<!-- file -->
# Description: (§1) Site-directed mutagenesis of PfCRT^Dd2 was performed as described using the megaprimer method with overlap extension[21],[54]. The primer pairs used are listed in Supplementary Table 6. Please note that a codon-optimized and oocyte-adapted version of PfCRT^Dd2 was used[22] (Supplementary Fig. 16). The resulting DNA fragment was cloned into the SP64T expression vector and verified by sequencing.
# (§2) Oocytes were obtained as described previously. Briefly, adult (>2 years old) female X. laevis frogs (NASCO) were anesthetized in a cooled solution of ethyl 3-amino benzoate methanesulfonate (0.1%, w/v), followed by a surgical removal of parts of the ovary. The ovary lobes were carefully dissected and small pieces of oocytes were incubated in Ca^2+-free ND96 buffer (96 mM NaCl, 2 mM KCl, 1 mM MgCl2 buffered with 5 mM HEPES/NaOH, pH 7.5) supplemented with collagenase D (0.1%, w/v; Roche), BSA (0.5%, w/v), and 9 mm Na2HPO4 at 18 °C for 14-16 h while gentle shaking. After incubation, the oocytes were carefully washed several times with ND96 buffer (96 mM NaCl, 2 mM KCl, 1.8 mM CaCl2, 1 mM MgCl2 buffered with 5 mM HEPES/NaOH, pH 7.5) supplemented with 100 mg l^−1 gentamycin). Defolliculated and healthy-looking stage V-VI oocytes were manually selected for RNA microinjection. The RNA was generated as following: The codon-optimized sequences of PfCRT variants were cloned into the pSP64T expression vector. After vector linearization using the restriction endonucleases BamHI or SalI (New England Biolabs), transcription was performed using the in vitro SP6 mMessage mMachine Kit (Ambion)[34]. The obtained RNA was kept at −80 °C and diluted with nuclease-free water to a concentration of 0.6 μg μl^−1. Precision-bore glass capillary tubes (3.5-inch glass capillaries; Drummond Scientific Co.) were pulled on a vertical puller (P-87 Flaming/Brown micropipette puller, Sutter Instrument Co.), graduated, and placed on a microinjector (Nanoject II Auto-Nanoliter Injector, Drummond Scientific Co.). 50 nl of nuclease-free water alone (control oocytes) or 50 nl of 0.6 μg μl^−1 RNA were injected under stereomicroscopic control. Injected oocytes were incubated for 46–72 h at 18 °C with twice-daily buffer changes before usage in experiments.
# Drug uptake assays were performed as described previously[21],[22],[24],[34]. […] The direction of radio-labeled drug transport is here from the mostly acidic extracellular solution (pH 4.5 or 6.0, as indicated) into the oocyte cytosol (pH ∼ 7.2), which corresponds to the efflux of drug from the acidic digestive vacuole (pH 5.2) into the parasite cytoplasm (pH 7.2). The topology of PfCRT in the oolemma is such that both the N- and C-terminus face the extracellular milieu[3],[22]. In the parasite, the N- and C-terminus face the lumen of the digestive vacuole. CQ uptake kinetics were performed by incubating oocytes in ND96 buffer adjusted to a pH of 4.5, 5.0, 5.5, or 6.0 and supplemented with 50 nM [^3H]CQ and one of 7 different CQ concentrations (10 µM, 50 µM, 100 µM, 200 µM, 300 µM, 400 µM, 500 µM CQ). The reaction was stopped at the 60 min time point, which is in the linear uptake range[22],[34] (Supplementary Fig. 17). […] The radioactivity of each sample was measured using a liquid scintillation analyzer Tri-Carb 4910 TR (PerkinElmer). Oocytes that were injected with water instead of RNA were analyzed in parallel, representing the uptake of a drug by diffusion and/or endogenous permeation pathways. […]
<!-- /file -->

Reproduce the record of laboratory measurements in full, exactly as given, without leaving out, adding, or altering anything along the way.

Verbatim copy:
# Description: (§1) Site-directed mutagenesis of PfCRT^Dd2 was performed as described using the megaprimer method with overlap extension[21],[54]. The primer pairs used are listed in Supplementary Table 6. Please note that a codon-optimized and oocyte-adapted version of PfCRT^Dd2 was used[22] (Supplementary Fig. 16). The resulting DNA fragment was cloned into the SP64T expression vector and verified by sequencing.
# (§2) Oocytes were obtained as described previously. Briefly, adult (>2 years old) female X. laevis frogs (NASCO) were anesthetized in a cooled solution of ethyl 3-amino benzoate methanesulfonate (0.1%, w/v), followed by a surgical removal of parts of the ovary. The ovary lobes were carefully dissected and small pieces of oocytes were incubated in Ca^2+-free ND96 buffer (96 mM NaCl, 2 mM KCl, 1 mM MgCl2 buffered with 5 mM HEPES/NaOH, pH 7.5) supplemented with collagenase D (0.1%, w/v; Roche), BSA (0.5%, w/v), and 9 mm Na2HPO4 at 18 °C for 14-16 h while gentle shaking. After incubation, the oocytes were carefully washed several times with ND96 buffer (96 mM NaCl, 2 mM KCl, 1.8 mM CaCl2, 1 mM MgCl2 buffered with 5 mM HEPES/NaOH, pH 7.5) supplemented with 100 mg l^−1 gentamycin). Defolliculated and healthy-looking stage V-VI oocytes were manually selected for RNA microinjection. The RNA was generated as following: The codon-optimized sequences of PfCRT variants were cloned into the pSP64T expression vector. After vector linearization using the restriction endonucleases BamHI or SalI (New England Biolabs), transcription was performed using the in vitro SP6 mMessage mMachine Kit (Ambion)[34]. The obtained RNA was kept at −80 °C and diluted with nuclease-free water to a concentration of 0.6 μg μl^−1. Precision-bore glass capillary tubes (3.5-inch glass capillaries; Drummond Scientific Co.) were pulled on a vertical puller (P-87 Flaming/Brown micropipette puller, Sutter Instrument Co.), graduated, and placed on a microinjector (Nanoject II Auto-Nanoliter Injector, Drummond Scientific Co.). 50 nl of nuclease-free water alone (control oocytes) or 50 nl of 0.6 μg μl^−1 RNA were injected under stereomicroscopic control. Injected oocytes were incubated for 46–72 h at 18 °C with twice-daily buffer changes before usage in experiments.
# Drug uptake assays were performed as described previously[21],[22],[24],[34]. […] The direction of radio-labeled drug transport is here from the mostly acidic extracellular solution (pH 4.5 or 6.0, as indicated) into the oocyte cytosol (pH ∼ 7.2), which corresponds to the efflux of drug from the acidic digestive vacuole (pH 5.2) into the parasite cytoplasm (pH 7.2). The topology of PfCRT in the oolemma is such that both the N- and C-terminus face the extracellular milieu[3],[22]. In the parasite, the N- and C-terminus face the lumen of the digestive vacuole. CQ uptake kinetics were performed by incubating oocytes in ND96 buffer adjusted to a pH of 4.5, 5.0, 5.5, or 6.0 and supplemented with 50 nM [^3H]CQ and one of 7 different CQ concentrations (10 µM, 50 µM, 100 µM, 200 µM, 300 µM, 400 µM, 500 µM CQ). The reaction was stopped at the 60 min time point, which is in the linear uptake range[22],[34] (Supplementary Fig. 17). […] The radioactivity of each sample was measured using a liquid scintillation analyzer Tri-Carb 4910 TR (PerkinElmer). Oocytes that were injected with water instead of RNA were analyzed in parallel, representing the uptake of a drug by diffusion and/or endogenous permeation pathways. […]